Demand for both premium coffee and coffee “drinks” is so high that recent surveys estimate that coffeehouses alone sold $8.3 billion in coffees and coffee drinks and that amount is expected to reach almost $19 billion by 2011, according the Specialty Coffee Association of America. It reports that the overall U.S. coffee industry has grown almost 50% from $7.76 billion in 2000 to more than $11 billion in 2005 and the figures keep climbing.


So, how can an upscale restaurant capitalize on this trend? Coffee industry consultant Andrew Hetzel of Cafemakers believes the upscale market needs to follow the trend in QSR. “Fine restaurants and hotels need to make a greater commitment to coffee quality. That means understanding up front that coffee is critical to the diner’s experience and absolutely positively impacts the bottom line.”

What changes are necessary, and, naturally, how much is this going to cost? When you make the commitment to better coffee service, invest in quality ingredients and water, and you train your staff to use the right equipment to do justice to both water and bean, profits soar, Hetzel adds. “It doesn’t take a lot of investment in time or money to improve coffee service, it takes recognizing that the customers really do know the difference between mediocre and fine coffee and not addressing that means you’ll have to scramble even harder to bring the diner back to your restaurant, to earn your market share,” he says.

Just as any chef learns that all the ingredients in a dish need to be of high quality, the same goes for pouring a great cup of coffee. “What goes into the coffee is as critical as how the coffee is made,” Hetzel says. “Since coffee is 98.5% water, a thorough understanding of water choices is vital.”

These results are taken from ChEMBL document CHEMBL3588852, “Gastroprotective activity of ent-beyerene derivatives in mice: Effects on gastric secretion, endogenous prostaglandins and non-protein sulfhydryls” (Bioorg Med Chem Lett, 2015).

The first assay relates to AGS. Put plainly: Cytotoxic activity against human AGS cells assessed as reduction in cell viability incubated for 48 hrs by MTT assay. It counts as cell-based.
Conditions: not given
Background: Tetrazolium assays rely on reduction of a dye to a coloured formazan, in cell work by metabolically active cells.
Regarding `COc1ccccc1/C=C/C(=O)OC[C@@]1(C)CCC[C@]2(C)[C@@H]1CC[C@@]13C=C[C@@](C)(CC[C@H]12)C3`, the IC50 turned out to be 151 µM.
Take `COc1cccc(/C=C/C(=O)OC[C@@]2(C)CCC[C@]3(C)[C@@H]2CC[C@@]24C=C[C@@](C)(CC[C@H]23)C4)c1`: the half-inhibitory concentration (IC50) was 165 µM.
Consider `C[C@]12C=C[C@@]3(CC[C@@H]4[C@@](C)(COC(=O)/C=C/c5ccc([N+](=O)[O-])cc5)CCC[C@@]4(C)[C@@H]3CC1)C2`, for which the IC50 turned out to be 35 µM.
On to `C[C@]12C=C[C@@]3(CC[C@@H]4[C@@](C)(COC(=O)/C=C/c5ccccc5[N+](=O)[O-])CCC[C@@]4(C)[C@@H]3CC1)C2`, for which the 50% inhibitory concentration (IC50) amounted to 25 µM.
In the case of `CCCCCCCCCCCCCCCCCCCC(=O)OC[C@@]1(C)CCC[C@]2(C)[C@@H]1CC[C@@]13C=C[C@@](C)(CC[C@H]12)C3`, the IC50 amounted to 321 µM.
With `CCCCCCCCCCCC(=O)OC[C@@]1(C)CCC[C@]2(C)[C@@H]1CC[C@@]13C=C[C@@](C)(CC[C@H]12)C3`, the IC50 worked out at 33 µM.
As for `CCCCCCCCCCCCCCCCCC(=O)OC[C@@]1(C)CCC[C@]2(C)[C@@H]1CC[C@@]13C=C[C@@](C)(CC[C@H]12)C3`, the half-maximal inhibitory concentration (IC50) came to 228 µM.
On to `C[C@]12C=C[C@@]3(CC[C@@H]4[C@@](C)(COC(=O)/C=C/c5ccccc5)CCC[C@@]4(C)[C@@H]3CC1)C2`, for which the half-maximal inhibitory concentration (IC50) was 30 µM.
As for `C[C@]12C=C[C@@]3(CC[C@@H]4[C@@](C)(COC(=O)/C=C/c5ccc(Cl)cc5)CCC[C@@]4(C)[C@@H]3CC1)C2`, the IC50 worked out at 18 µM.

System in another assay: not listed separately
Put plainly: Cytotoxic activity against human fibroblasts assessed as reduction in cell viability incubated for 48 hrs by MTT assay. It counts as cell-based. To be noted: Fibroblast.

“Matching the right equipment to your business, especially for espresso preparation, will definitely provide a great, flavorful cup of coffee each and every time, and that means consistent customer satisfaction,” Hetzel adds, “and, last but not least, buying good quality coffee, especially from local or regional artisan coffee roasters, helps the savvy foodservice manager to avoid the pitfall of buying whatever coffee is offered by the same suppliers who provide janitorial supplies, linens, and generic food items.”

Hetzel believes the strongest link to an improved bottom line is negotiation; whether purchasing food, beverage or equipment, the edge of profit rests on good negotiation skills for the best price. Fortunately, amortization evens out the investment and good maintenance extends the life of high-quality coffee making equipment for decades, he adds.


One other investment criterion for improving coffee service is staff training. F&B managers need to view the coffee “maker” more like what he/she really is, a “coffee chef” responsible for excellent coffee service just as the head kitchen chef is responsible for the rest of the menu, Hetzel asserts. A barista is to coffee what a sommelier is to wine, with similar technical competency, and the related style to interact with the diner. A well-trained barista can offer advice about coffee and food pairings, suggest one style of coffee preparation over another, or, if the restaurant offers a variety of choices, help diners choose from country, single estates or blends. For the customers who want to extend the evening’s adventure by trying something different in the world of coffee, this demonstration of skill and knowledge is both exciting and innovative and helps seal the experience as a good one for them. And, good experiences bring diners back.